North American Network Operators Group|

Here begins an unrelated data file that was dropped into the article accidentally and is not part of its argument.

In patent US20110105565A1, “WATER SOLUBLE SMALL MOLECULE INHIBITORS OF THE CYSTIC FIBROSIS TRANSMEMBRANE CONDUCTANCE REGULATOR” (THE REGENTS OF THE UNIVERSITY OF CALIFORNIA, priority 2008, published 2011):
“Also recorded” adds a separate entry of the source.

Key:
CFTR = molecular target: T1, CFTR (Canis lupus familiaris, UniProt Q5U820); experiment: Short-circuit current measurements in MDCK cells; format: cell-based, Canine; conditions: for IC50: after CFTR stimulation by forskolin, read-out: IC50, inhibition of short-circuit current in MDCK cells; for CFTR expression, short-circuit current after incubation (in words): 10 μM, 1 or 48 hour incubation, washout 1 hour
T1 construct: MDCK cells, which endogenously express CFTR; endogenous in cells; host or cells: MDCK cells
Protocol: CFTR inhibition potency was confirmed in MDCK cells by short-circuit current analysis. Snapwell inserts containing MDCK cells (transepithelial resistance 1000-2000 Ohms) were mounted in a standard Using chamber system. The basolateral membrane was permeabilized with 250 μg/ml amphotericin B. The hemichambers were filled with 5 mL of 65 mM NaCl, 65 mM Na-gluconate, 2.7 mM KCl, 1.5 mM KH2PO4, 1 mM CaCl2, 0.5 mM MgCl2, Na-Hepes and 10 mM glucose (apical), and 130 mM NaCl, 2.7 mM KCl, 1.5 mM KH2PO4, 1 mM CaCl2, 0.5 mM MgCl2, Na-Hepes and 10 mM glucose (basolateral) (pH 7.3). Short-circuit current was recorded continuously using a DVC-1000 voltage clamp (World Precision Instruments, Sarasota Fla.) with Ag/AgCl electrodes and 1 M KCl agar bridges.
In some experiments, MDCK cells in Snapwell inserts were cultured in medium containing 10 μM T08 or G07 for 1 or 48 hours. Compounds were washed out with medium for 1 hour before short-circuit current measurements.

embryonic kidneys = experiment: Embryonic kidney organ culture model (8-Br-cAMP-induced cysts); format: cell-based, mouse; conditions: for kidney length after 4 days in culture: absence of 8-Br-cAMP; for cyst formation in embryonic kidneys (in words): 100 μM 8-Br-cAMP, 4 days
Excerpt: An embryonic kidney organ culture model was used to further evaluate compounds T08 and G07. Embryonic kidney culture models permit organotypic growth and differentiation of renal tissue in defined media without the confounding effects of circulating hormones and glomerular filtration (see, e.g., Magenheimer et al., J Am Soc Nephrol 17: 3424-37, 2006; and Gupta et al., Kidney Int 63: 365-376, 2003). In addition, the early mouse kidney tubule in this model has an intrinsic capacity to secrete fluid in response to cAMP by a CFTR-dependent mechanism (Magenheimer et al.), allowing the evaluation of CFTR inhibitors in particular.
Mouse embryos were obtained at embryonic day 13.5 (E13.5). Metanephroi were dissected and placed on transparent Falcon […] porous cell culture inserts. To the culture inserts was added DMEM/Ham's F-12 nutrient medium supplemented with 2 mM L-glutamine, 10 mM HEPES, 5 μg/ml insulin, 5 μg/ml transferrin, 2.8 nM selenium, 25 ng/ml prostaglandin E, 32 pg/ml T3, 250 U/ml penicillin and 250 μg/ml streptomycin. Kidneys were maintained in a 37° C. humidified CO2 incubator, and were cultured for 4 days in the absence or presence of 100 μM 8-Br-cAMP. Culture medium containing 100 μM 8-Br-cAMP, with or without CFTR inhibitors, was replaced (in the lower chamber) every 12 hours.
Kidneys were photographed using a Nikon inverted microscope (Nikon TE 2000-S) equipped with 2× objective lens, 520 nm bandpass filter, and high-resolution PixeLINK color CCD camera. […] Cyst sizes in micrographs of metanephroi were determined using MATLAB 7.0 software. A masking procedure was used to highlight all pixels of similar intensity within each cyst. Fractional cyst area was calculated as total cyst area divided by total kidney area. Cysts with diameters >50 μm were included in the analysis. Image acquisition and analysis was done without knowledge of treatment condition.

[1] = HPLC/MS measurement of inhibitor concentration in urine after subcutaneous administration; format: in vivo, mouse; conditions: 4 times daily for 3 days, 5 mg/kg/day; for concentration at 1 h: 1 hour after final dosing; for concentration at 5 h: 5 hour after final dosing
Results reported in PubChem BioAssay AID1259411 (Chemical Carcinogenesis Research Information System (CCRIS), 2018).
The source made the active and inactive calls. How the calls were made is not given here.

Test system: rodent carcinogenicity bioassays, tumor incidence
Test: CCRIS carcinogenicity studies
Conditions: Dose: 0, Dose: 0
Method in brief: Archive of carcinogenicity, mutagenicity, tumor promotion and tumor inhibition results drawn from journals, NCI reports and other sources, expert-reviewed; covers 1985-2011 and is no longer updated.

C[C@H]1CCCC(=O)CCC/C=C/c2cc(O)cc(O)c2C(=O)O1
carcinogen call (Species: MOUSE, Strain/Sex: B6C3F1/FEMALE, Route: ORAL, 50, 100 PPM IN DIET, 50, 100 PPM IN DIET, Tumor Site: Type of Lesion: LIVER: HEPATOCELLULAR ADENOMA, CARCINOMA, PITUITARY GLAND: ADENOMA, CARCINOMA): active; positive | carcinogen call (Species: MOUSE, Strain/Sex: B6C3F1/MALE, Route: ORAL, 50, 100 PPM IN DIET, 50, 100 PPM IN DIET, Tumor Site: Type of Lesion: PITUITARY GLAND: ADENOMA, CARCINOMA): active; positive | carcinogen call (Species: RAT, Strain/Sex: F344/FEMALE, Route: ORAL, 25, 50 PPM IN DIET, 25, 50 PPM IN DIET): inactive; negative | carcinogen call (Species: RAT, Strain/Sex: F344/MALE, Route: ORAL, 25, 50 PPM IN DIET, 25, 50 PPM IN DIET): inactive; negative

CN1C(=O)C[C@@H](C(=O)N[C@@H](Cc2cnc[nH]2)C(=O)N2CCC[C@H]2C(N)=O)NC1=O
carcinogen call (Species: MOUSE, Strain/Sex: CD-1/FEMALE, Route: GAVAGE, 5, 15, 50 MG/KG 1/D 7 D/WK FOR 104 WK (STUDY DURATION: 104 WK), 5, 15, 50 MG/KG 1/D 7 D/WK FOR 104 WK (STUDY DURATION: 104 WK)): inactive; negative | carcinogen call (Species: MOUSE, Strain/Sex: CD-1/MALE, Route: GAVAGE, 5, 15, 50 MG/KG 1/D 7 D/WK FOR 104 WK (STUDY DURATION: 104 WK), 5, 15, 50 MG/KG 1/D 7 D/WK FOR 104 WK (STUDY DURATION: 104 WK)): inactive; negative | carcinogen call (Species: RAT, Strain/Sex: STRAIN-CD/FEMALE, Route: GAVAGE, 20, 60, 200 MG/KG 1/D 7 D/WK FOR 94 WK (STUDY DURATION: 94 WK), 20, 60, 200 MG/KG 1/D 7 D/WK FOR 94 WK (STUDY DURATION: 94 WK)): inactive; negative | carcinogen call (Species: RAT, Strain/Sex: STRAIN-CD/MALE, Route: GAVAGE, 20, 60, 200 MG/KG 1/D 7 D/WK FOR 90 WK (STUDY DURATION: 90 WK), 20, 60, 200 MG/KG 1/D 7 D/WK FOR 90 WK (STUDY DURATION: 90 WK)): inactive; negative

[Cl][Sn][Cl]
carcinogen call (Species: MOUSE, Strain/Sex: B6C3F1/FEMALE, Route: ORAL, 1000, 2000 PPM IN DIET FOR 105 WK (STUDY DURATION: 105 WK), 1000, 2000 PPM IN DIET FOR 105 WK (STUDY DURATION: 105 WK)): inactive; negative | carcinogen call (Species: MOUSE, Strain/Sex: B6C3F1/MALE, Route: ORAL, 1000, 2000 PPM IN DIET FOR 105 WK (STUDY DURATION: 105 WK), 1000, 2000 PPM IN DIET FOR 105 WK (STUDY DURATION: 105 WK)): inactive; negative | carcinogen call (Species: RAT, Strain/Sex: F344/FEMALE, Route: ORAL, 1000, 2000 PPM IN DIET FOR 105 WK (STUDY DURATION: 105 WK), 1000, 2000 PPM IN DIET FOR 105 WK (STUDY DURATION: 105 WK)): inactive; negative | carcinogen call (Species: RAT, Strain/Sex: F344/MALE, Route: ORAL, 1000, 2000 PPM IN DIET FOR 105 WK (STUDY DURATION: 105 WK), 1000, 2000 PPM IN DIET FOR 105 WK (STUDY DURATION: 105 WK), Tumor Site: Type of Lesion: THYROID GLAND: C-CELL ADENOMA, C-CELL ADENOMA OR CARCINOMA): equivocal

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The use of a BGP Route Reflector at an L2 IXP does not make it a L3 IXP. IMHO - L3 IXPs do not work any more. The "IXs" that use them are really 'international transit services' using the "IX" term to sell their service. The IXPs with lots of 2501s have scaled because of BGP Route Reflectors. The RR is a cheap low maintenance, low learning curve alternative to a Router Server. We know that cause it has proven it self in action for the past four years. Over time, the IXP can transition from a RR to a RS - like some large IXPs are doing now. > > BGP Route Reflector IXPs need a AS number. I'll send you a URL with a > > whitepaper. The BGP Route Reflector IXPs have proved to offer a > low entry > > cost for ISPs (for those places that do not have the deep pockets to get > > big routers). > > except that big routers are not needed for small-isp exchanges. remember, > an isp participating in such an exchange has only to add the prefixes of > their local peers to their routing, typically a dozen or so. > there are very > successful layer-two exchanges where the peers use what we think of as cpe > routers, e.g. cisco 2501s. and what's nice is that this is on the right > path to exchange growth. > > l3 exchange ponints are a labor suck and are fragile.